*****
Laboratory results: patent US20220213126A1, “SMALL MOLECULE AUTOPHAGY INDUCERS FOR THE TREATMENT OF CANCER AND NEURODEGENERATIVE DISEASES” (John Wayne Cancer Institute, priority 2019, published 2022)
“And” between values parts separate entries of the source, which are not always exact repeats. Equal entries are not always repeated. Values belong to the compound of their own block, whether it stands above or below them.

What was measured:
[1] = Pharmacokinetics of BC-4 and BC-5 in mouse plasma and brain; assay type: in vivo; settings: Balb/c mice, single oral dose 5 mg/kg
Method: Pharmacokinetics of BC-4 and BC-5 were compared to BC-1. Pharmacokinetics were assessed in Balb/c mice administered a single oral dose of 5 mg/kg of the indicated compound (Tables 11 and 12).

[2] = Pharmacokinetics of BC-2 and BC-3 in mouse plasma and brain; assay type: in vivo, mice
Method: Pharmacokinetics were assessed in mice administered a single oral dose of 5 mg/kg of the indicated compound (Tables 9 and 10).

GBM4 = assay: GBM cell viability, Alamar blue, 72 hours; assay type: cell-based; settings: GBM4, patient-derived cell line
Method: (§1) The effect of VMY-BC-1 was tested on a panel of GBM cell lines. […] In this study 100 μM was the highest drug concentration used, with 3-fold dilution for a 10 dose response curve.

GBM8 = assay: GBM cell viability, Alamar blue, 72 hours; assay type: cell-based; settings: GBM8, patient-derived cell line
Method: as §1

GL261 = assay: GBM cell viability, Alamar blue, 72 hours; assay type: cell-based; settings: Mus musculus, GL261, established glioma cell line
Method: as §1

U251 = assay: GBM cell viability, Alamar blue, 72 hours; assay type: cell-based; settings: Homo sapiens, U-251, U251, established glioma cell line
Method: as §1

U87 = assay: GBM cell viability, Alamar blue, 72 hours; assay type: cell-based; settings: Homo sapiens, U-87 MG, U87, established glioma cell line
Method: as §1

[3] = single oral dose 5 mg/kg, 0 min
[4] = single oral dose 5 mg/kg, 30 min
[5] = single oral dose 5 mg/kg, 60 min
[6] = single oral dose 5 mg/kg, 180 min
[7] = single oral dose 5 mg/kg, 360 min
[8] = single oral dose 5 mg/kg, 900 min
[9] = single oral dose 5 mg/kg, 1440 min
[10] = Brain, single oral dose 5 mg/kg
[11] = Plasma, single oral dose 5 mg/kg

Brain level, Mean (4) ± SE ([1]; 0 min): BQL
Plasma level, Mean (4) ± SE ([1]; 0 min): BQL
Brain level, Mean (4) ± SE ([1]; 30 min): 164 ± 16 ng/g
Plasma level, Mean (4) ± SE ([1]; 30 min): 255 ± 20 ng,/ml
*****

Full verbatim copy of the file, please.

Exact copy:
Laboratory results: patent US20220213126A1, “SMALL MOLECULE AUTOPHAGY INDUCERS FOR THE TREATMENT OF CANCER AND NEURODEGENERATIVE DISEASES” (John Wayne Cancer Institute, priority 2019, published 2022)
“And” between values parts separate entries of the source, which are not always exact repeats. Equal entries are not always repeated. Values belong to the compound of their own block, whether it stands above or below them.

What was measured:
[1] = Pharmacokinetics of BC-4 and BC-5 in mouse plasma and brain; assay type: in vivo; settings: Balb/c mice, single oral dose 5 mg/kg
Method: Pharmacokinetics of BC-4 and BC-5 were compared to BC-1. Pharmacokinetics were assessed in Balb/c mice administered a single oral dose of 5 mg/kg of the indicated compound (Tables 11 and 12).

[2] = Pharmacokinetics of BC-2 and BC-3 in mouse plasma and brain; assay type: in vivo, mice
Method: Pharmacokinetics were assessed in mice administered a single oral dose of 5 mg/kg of the indicated compound (Tables 9 and 10).

GBM4 = assay: GBM cell viability, Alamar blue, 72 hours; assay type: cell-based; settings: GBM4, patient-derived cell line
Method: (§1) The effect of VMY-BC-1 was tested on a panel of GBM cell lines. […] In this study 100 μM was the highest drug concentration used, with 3-fold dilution for a 10 dose response curve.

GBM8 = assay: GBM cell viability, Alamar blue, 72 hours; assay type: cell-based; settings: GBM8, patient-derived cell line
Method: as §1

GL261 = assay: GBM cell viability, Alamar blue, 72 hours; assay type: cell-based; settings: Mus musculus, GL261, established glioma cell line
Method: as §1

U251 = assay: GBM cell viability, Alamar blue, 72 hours; assay type: cell-based; settings: Homo sapiens, U-251, U251, established glioma cell line
Method: as §1

U87 = assay: GBM cell viability, Alamar blue, 72 hours; assay type: cell-based; settings: Homo sapiens, U-87 MG, U87, established glioma cell line
Method: as §1

[3] = single oral dose 5 mg/kg, 0 min
[4] = single oral dose 5 mg/kg, 30 min
[5] = single oral dose 5 mg/kg, 60 min
[6] = single oral dose 5 mg/kg, 180 min
[7] = single oral dose 5 mg/kg, 360 min
[8] = single oral dose 5 mg/kg, 900 min
[9] = single oral dose 5 mg/kg, 1440 min
[10] = Brain, single oral dose 5 mg/kg
[11] = Plasma, single oral dose 5 mg/kg

Brain level, Mean (4) ± SE ([1]; 0 min): BQL
Plasma level, Mean (4) ± SE ([1]; 0 min): BQL
Brain level, Mean (4) ± SE ([1]; 30 min): 164 ± 16 ng/g
Plasma level, Mean (4) ± SE ([1]; 30 min): 255 ± 20 ng,/ml